IT’S NOT WHAT you’d expect to find in the seemingly pristine wilderness out on Pioneer Road in South Marquette that features a scenic grassy meadow, huge stands of trees, a trickling stream, and biking and walking trails.
And yet there it is: garbage. Lots of it. Tires, barrels, household items, just about every type of refuse you could imagine.
Most alarmingly, it appears that something from this site is leaking into Westren Brook, a little waterway that eventually empties into Lake Superior.
What exactly is leaking? How much? Is it highly toxic? How long has it been leaking? How’d it get there? What can be done about it?
All questions that the Department of Environment, Great Lakes, and Energy (formerly the DEQ) and the city of Marquette are now trying to answer.
The issue and the photos of the site came to public notice a few days ago after City Commission candidate Andrew Lorinser was invited by a citizen to take a look, and Lorinser posted the photos on his Facebook page.
Monday, officials gathered at the site to plan strategy for dealing with it.
Quick background: This is the site of Marquette’s 30 acre former city dump that was closed in 1987 and capped with a liner and soil. It’s surrounded by forest land that for more than a century also acted as an informal dumping ground for Marquette residents. Out of sight, out of mind. Today, the land appears to be lush and green. A gently sloping meadow encircled by trees. Not quite.
The city of Marquette’s former “dump” looks lush and green today.
“We’ve been out here before,” says Carolyn St. Cyr of EGLE, “but not this particular site. This is apparently something new. What we found in the past were inert materials (tires and such), but nothing leaching into the soil.”
She says there are more than 90 of these closed dumps throughout the UP, and EGLE does its best to monitor them.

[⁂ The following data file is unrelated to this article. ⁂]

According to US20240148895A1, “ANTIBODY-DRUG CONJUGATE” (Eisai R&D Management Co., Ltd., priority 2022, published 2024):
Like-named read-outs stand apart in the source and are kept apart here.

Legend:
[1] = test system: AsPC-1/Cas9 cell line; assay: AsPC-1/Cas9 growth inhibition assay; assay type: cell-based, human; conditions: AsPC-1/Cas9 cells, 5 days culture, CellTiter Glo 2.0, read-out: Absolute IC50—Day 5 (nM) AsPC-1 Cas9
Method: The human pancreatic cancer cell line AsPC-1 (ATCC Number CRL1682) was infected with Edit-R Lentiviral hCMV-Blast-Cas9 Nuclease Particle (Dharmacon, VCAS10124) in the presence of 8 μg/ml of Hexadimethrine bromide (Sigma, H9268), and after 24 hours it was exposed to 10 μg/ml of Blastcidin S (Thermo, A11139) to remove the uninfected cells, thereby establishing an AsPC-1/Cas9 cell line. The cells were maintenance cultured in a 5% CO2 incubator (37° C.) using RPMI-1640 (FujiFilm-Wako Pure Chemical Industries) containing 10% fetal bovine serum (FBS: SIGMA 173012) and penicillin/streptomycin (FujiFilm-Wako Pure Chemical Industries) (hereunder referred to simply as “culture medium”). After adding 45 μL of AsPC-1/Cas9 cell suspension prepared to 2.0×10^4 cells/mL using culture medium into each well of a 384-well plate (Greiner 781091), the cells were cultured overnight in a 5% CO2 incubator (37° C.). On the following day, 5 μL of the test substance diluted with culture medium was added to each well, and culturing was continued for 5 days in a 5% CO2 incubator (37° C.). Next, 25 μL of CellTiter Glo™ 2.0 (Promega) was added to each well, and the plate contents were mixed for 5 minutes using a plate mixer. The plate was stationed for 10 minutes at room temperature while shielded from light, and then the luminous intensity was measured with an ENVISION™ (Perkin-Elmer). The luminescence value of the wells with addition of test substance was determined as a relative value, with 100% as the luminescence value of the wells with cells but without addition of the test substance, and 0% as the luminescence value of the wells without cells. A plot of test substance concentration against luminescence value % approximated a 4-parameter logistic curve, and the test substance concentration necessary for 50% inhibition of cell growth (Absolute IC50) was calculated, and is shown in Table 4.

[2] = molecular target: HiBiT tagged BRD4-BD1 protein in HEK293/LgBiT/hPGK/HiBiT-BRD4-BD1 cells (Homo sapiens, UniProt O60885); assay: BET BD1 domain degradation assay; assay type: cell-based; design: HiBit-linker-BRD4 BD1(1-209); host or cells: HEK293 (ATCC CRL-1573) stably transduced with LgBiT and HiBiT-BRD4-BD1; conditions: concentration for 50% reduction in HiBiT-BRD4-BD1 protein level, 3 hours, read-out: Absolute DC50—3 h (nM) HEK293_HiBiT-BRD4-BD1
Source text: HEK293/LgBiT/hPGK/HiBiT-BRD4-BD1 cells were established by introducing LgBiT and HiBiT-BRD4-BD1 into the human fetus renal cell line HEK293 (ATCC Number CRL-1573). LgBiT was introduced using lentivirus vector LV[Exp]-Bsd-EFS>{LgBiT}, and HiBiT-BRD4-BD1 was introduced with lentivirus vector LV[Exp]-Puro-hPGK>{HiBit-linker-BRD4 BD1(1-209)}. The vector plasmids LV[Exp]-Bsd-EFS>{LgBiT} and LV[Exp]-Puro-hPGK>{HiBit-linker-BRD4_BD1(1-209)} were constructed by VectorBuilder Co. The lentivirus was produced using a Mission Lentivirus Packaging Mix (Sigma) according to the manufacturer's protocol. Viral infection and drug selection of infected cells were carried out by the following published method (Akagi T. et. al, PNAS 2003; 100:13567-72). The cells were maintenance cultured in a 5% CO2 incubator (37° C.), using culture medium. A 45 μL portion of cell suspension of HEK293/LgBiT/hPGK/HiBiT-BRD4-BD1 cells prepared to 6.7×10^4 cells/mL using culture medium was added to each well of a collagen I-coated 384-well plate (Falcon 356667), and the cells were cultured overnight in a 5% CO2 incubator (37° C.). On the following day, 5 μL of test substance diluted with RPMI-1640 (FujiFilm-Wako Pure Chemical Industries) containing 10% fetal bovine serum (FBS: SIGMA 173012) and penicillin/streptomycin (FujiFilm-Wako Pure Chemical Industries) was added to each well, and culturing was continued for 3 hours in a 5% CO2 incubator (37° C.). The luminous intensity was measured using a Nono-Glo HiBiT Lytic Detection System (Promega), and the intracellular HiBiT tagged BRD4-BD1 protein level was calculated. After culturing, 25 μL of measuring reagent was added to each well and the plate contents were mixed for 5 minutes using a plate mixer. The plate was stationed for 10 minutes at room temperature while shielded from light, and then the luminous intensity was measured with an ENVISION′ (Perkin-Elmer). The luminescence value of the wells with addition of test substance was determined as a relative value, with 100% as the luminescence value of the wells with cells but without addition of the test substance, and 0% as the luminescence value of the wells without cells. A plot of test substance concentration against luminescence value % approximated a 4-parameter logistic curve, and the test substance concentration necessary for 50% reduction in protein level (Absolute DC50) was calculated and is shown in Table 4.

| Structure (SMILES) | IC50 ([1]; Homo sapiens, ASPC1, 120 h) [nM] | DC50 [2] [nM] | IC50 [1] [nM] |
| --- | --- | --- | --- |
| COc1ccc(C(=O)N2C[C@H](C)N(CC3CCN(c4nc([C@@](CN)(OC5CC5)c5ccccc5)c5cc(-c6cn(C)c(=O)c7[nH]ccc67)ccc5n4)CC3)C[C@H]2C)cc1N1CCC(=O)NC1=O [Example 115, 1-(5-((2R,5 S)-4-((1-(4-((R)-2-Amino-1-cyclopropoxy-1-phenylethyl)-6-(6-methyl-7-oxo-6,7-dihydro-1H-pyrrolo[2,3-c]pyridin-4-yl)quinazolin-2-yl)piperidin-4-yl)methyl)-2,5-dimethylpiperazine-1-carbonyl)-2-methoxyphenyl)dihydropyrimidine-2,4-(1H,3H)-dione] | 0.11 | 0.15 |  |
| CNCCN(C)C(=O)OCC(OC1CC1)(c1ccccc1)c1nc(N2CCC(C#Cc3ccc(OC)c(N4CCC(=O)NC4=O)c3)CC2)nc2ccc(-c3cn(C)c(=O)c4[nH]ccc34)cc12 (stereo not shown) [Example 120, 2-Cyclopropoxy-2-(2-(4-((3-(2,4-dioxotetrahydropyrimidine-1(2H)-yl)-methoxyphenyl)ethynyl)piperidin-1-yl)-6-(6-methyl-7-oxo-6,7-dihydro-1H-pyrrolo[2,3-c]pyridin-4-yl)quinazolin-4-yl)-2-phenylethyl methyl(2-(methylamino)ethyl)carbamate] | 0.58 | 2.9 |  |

Rick Aho, the former director of the county’s Solid Waste Management Authority, says he smelled something strange when he recently visited the city’s new composting site nearby. And then he explored the area. “It looks like the cap is deteriorating,” he says. “And the water is leaching through, and it has to come out somewhere.”
He adds that there is a distinct film on the water and there are no signs of life around it.
What’s caused the film on the water is uncertain. Water sampling will provide answers.
If the cap is, in fact, deteriorating, the city will have to take action. “We’re trying to learn exactly what’s there, what the problem is, and then do what needs to be done,” says Scott Cambensy, the Superintendent of Public Works for Marquette.
Current plans are for city and EGLE officials to return to the site later this week, analyze it, determine the extent of it, and perhaps take some water samples.
The hope is, it’s a relatively small leak, highly localized, and it can be remediated quickly and inexpensively.
Meantime for the bikers and hikers, the area looks serene and pristine. But if they venture off the trails a bit, into the muck, they’ll find something less appealing.